A recent study conducted by researchers at UC San Francisco concluded that consumers considering a nursing home should also ask ‘who owns this place’? The study found that among the nation’s 10 largest for-profit nursing home chains the quality of care delivered to patients was significantly lower than their non-for-profit counterparts. The main reason: staffing levels were lower and thus deficiencies were higher. Low staffing levels are a concern because they are considered the strongest predictor of poor nursing home quality.
The study, the first of its kind to focus on staffing and quality at the ten largest nursing home chains, found that total nursing hours were lower in these chain’s home than any other group. Additionally, the number of “deficiencies” were 36 percent higher, and “serious deficiencies” were 41 percent higher for homes managed by the large for-profit nursing home chains. Deficiencies can include failure to prevent pressure sores, falls, infections, improper nutrition, resident abuse or mistreatment, and poor sanitary conditions.
Study author Charlene Harrington, RN, PhD, professor emeritus of sociology and nursing at the UCSF School of Nursing made the following statement regarding their findings: “Poor quality of care is endemic of many nursing homes, but we found that the most serious problems occur in the largest for-profit chains.” She went on to say, “The top 10 chains have a strategy of keeping labor costs low to increase profits. They are not making quality a priority.”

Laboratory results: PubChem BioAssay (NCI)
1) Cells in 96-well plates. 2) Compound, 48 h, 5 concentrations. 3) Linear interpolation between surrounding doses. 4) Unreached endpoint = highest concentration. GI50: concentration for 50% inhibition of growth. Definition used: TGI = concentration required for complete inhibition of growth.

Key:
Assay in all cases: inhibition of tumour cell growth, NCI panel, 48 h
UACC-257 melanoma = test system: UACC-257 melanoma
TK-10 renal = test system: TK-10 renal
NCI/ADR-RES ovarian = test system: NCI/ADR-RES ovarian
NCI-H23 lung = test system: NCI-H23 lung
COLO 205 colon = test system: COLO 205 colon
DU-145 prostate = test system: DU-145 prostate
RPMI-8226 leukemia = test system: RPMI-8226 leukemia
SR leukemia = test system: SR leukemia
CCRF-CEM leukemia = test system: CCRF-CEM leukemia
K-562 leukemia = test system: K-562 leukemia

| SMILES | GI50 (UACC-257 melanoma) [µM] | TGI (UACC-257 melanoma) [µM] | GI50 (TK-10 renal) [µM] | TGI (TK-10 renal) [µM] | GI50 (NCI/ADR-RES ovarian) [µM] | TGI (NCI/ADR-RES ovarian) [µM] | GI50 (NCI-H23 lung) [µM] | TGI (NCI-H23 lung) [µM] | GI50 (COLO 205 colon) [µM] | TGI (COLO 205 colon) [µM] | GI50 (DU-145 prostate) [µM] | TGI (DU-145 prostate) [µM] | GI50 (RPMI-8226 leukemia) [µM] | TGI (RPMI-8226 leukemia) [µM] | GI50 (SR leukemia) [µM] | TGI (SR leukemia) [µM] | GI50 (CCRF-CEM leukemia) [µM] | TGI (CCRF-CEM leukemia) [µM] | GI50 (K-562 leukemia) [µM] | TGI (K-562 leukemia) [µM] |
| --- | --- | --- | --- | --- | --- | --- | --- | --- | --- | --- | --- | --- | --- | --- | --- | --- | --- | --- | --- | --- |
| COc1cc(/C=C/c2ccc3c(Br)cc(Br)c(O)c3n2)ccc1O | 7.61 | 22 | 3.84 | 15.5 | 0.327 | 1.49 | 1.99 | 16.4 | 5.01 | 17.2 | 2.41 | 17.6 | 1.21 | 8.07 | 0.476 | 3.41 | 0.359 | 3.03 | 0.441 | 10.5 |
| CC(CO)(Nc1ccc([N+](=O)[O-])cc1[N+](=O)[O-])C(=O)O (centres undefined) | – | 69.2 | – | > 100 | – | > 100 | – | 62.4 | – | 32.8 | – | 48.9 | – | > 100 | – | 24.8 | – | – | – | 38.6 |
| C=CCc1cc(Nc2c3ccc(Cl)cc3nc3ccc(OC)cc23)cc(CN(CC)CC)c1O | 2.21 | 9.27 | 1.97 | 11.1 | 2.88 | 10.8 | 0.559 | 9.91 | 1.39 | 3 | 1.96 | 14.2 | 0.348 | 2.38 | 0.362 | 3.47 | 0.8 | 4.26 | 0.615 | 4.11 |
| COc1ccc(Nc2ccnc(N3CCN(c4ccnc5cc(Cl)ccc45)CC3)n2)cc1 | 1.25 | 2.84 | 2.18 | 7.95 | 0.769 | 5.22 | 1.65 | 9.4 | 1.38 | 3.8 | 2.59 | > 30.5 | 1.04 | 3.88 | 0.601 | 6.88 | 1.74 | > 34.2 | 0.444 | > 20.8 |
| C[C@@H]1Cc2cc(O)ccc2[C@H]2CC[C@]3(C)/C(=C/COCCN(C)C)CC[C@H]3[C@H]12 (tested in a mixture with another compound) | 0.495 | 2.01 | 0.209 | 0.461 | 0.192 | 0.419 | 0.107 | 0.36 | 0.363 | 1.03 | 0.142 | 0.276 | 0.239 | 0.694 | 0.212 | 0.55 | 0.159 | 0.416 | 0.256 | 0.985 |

According to the study, the largest nursing home chains control approximately 13 percent of all nursing home beds and operate nearly 2000 nursing homes across the country. The nation’s 10 largest for-profit nursing home chains are HCR Manor Care, Golden Living, Life Care Living Centers of America, Kindred Healthcare, Genesis Healthcare Corp., Sun Healthcare Group Inc., SavaSeniorcare LLC, Extendicare Health Services Inc., National Healthcare Corp., and Skilled Healthcare LLC.